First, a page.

Some have received an amnesty under a national amnesty program without having been involved in fighting which brands them as rebels. This has fueled the perception that they are responsible for the crimes committed by the LRA. Many women are therefore not able to reintegrate into their communities. Another layer of discrimination results from their status as single mothers which Ugandan traditional society deems unacceptable. This limits their ability to find a new husband and provider for their children born in captivity. The poverty they are living in as a result of their abduction reinforces their vulnerability. The stigma extends to these children who without a father have no clan they belong to. A significant number of children suffer from a lack of identify as they are not registered and are unable to benefit from some of the basic rights to which Ugandan children are entitled. Many women raised their wish to be treated as any other Ugandan.

Without redress, the consequences of motherhood as a result of conflict-related sexual violence are amplified with time, engendering new violations, including ongoing violations of the rights of children born of sexual violence and the rights of their mothers.

Consultations with victims in northern Uganda have shown that their priorities for remedy focus primarily on truth-recovery and reparations for the harms suffered. A Transitional Justice Policy (TJP) drafted by the Justice Law and Order Sector of the government (JLOS) was released in 2013, but   stalled in debates for six years until it was approved by the Cabinet of Uganda on 17 June 2019, 13 years after the end of the war. For victims, this protracted process has only compounded their suffering.

The new TJP aims to address the gaps in the formal justice system for post-conflict situations and to formalize the use of traditional justice mechanisms in post-conflict situations. It also aims to address the gaps in the current amnesty process by facilitating reparation processes and programmes and to facilitate reconciliation and National Building.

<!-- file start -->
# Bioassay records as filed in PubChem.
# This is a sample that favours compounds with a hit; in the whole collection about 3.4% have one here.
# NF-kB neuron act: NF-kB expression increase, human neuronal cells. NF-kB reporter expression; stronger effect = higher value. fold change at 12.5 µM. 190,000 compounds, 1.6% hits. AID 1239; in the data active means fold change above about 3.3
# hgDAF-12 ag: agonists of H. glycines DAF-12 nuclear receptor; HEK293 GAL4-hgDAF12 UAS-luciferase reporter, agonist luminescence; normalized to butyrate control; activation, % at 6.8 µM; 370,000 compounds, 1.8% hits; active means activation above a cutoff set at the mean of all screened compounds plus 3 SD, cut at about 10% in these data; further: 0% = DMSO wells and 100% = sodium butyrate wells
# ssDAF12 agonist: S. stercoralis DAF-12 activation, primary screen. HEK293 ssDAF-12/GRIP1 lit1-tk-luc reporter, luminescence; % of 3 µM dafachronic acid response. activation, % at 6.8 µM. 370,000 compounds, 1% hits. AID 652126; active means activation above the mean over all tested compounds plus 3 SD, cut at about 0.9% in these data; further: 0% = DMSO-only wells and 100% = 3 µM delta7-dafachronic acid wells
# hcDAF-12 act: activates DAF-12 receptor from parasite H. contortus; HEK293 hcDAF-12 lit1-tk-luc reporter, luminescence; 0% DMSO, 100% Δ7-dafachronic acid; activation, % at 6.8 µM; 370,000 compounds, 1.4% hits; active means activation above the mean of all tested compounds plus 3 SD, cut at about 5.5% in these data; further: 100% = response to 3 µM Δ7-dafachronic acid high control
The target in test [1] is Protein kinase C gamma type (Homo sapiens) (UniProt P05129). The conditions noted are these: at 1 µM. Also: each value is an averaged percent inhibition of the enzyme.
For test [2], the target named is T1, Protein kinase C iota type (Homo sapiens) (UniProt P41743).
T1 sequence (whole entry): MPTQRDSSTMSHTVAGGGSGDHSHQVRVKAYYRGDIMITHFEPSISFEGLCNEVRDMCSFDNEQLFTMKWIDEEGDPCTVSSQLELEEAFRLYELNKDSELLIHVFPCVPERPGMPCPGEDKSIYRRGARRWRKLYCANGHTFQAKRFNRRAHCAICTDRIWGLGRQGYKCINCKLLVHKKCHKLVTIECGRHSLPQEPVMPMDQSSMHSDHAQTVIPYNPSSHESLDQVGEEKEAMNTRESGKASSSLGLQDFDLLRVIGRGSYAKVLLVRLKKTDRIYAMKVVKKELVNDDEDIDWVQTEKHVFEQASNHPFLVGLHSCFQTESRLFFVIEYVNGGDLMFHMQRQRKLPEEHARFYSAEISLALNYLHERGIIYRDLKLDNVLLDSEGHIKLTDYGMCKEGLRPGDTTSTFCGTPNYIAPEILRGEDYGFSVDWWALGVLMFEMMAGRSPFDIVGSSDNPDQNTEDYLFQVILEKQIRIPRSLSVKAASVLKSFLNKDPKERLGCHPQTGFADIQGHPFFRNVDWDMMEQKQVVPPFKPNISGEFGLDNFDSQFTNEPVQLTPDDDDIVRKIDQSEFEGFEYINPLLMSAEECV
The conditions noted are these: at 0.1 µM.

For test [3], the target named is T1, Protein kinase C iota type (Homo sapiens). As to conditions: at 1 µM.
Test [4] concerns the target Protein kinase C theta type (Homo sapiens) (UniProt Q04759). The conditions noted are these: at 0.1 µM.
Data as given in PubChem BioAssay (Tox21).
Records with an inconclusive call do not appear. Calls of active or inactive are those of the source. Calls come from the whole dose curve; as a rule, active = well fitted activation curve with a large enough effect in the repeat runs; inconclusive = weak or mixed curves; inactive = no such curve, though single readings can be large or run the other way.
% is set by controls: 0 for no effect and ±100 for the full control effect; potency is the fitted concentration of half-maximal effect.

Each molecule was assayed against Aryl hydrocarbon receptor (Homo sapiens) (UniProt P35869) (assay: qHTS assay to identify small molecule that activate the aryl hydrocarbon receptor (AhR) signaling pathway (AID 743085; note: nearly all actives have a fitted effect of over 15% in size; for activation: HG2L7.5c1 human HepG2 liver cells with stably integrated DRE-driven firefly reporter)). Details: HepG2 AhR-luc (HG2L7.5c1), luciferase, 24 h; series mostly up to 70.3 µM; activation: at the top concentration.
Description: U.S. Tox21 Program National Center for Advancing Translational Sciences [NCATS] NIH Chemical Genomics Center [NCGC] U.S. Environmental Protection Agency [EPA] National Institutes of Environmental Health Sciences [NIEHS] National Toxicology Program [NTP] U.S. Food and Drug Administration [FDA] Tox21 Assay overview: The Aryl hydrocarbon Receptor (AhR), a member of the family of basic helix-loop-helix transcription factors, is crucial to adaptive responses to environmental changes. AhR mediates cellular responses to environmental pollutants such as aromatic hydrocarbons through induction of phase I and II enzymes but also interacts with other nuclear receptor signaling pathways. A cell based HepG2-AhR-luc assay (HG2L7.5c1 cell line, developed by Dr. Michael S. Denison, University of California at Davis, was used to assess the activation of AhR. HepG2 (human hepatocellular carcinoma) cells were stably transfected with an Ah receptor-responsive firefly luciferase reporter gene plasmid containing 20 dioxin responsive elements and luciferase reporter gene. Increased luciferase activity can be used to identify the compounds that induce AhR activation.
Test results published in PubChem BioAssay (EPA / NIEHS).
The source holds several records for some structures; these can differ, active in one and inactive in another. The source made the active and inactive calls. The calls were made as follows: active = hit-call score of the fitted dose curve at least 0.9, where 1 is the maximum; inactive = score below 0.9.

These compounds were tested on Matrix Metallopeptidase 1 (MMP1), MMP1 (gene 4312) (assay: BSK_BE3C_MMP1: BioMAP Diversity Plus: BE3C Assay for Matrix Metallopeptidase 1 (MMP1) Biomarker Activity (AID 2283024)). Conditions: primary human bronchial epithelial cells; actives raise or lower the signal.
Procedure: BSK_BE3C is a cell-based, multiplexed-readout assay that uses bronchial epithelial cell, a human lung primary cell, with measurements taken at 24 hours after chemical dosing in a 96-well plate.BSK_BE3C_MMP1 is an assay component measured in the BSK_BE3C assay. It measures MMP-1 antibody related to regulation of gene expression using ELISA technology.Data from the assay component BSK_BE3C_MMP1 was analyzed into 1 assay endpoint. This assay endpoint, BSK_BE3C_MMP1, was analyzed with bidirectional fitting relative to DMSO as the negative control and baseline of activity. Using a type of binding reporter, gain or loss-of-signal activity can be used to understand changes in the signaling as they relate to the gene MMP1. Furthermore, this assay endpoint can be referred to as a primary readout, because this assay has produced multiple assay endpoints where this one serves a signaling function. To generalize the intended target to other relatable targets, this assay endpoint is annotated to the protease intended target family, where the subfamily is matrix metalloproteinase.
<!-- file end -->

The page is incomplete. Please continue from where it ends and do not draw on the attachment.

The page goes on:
The draft policy envisages the establishment and implementation of a reparations programme for victims affected by conflict. It also draws largely upon the provisions of the Juba Peace Agreement signed between the LRAand the Uganda Government which lays out key principles to determine the parameters and modalities to address the various forms of harm to victims of the conflict. Prompt implementation of the TJP is now of outmost priority.


Progress with criminal accountability has been slow, but there have been new openings in recent years, particularly for the prosecution of LRA crimes (much less so for Ugandan army crimes). The International Criminal Court prosecution against former LRA commander Dominic Ongwen on charges of war crimes and crimes against humanity allegedly perpetrated in IDP camps has commenced in The Hague and more than 2,000 victims have been admitted so far to participate in the proceedings.  In Uganda, an International Crimes Division (ICD), a division of the High Court mandated to try persons accused of genocide, crimes against humanity and war crimes (among other crimes), opened its first trial against former LRA Thomas Kwoyelo. On 23 September 2016, the ICD issued a ruling on victim participation, allowing victims to participate in the proceedings. This is a novel process for Uganda, which does not recognize victim participation in regular criminal trials.